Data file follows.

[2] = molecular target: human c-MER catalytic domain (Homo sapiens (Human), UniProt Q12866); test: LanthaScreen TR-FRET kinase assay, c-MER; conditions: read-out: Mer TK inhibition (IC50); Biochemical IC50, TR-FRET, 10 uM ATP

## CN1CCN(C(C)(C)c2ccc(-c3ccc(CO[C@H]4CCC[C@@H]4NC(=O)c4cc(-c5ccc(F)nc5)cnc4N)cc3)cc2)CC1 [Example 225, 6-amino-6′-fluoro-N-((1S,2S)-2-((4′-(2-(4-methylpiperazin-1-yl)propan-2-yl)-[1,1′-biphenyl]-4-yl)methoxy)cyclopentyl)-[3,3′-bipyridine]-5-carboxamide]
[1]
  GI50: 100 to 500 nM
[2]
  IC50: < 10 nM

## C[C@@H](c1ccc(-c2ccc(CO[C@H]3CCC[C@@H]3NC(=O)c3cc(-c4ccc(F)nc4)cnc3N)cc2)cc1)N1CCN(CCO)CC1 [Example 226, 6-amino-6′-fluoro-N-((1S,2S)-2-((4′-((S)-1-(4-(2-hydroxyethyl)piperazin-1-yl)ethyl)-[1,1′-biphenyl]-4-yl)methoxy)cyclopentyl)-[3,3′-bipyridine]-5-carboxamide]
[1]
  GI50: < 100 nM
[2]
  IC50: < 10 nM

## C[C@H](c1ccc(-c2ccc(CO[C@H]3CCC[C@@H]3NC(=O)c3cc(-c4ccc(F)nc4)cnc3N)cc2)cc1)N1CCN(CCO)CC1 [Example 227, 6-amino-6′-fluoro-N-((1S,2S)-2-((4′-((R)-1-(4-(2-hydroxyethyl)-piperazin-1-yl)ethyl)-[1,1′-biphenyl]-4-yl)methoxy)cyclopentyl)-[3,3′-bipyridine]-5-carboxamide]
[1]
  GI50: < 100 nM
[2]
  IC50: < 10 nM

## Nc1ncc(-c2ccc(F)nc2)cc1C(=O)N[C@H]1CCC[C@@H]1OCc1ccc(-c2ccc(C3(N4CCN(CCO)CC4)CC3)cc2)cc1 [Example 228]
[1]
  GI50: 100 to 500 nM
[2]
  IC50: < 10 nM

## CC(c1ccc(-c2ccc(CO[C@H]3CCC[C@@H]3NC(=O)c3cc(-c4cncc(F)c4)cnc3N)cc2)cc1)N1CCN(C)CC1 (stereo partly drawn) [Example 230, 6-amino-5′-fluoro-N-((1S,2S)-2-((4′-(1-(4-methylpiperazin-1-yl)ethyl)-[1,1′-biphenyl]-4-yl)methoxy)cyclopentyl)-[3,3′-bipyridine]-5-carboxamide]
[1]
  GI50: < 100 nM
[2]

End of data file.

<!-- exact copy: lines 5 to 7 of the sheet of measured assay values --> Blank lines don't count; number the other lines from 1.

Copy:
[2]
  IC50: < 10 nM

## C[C@@H](c1ccc(-c2ccc(CO[C@H]3CCC[C@@H]3NC(=O)c3cc(-c4ccc(F)nc4)cnc3N)cc2)cc1)N1CCN(CCO)CC1 [Example 226, 6-amino-6′-fluoro-N-((1S,2S)-2-((4′-((S)-1-(4-(2-hydroxyethyl)piperazin-1-yl)ethyl)-[1,1′-biphenyl]-4-yl)methoxy)cyclopentyl)-[3,3′-bipyridine]-5-carboxamide]